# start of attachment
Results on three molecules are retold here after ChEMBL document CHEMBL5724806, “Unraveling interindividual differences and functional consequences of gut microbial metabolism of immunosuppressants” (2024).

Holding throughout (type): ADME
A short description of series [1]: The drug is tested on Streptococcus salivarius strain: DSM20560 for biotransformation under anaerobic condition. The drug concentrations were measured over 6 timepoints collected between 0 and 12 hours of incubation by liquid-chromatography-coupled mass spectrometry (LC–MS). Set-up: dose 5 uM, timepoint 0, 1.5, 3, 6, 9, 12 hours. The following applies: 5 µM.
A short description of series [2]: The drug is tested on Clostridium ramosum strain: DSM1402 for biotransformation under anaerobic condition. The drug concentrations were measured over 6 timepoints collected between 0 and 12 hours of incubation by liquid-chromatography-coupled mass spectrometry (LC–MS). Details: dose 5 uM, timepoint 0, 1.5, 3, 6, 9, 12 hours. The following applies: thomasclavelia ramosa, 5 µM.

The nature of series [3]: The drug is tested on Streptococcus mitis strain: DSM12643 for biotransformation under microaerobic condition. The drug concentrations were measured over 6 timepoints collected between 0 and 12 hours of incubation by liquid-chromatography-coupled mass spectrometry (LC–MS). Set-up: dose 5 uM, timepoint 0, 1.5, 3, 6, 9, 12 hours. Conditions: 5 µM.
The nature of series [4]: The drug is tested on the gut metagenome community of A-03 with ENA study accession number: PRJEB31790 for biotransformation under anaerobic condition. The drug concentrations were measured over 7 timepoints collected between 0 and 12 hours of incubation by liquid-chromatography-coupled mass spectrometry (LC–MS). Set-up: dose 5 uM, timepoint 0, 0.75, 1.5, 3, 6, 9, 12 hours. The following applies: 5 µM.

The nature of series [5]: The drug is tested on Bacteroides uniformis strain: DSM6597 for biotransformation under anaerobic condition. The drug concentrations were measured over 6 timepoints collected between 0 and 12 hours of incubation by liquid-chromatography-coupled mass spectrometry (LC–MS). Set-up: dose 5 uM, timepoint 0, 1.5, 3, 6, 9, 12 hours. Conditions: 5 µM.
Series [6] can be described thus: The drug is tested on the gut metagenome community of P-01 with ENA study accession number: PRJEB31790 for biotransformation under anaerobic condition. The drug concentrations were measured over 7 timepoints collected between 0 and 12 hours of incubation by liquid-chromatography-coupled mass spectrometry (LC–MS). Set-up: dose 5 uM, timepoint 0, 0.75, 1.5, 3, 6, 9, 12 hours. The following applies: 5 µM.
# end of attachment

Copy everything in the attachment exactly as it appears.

Results on three molecules are retold here after ChEMBL document CHEMBL5724806, “Unraveling interindividual differences and functional consequences of gut microbial metabolism of immunosuppressants” (2024).

Holding throughout (type): ADME
A short description of series [1]: The drug is tested on Streptococcus salivarius strain: DSM20560 for biotransformation under anaerobic condition. The drug concentrations were measured over 6 timepoints collected between 0 and 12 hours of incubation by liquid-chromatography-coupled mass spectrometry (LC–MS). Set-up: dose 5 uM, timepoint 0, 1.5, 3, 6, 9, 12 hours. The following applies: 5 µM.
A short description of series [2]: The drug is tested on Clostridium ramosum strain: DSM1402 for biotransformation under anaerobic condition. The drug concentrations were measured over 6 timepoints collected between 0 and 12 hours of incubation by liquid-chromatography-coupled mass spectrometry (LC–MS). Details: dose 5 uM, timepoint 0, 1.5, 3, 6, 9, 12 hours. The following applies: thomasclavelia ramosa, 5 µM.

The nature of series [3]: The drug is tested on Streptococcus mitis strain: DSM12643 for biotransformation under microaerobic condition. The drug concentrations were measured over 6 timepoints collected between 0 and 12 hours of incubation by liquid-chromatography-coupled mass spectrometry (LC–MS). Set-up: dose 5 uM, timepoint 0, 1.5, 3, 6, 9, 12 hours. Conditions: 5 µM.
The nature of series [4]: The drug is tested on the gut metagenome community of A-03 with ENA study accession number: PRJEB31790 for biotransformation under anaerobic condition. The drug concentrations were measured over 7 timepoints collected between 0 and 12 hours of incubation by liquid-chromatography-coupled mass spectrometry (LC–MS). Set-up: dose 5 uM, timepoint 0, 0.75, 1.5, 3, 6, 9, 12 hours. The following applies: 5 µM.

The nature of series [5]: The drug is tested on Bacteroides uniformis strain: DSM6597 for biotransformation under anaerobic condition. The drug concentrations were measured over 6 timepoints collected between 0 and 12 hours of incubation by liquid-chromatography-coupled mass spectrometry (LC–MS). Set-up: dose 5 uM, timepoint 0, 1.5, 3, 6, 9, 12 hours. Conditions: 5 µM.
Series [6] can be described thus: The drug is tested on the gut metagenome community of P-01 with ENA study accession number: PRJEB31790 for biotransformation under anaerobic condition. The drug concentrations were measured over 7 timepoints collected between 0 and 12 hours of incubation by liquid-chromatography-coupled mass spectrometry (LC–MS). Set-up: dose 5 uM, timepoint 0, 0.75, 1.5, 3, 6, 9, 12 hours. The following applies: 5 µM.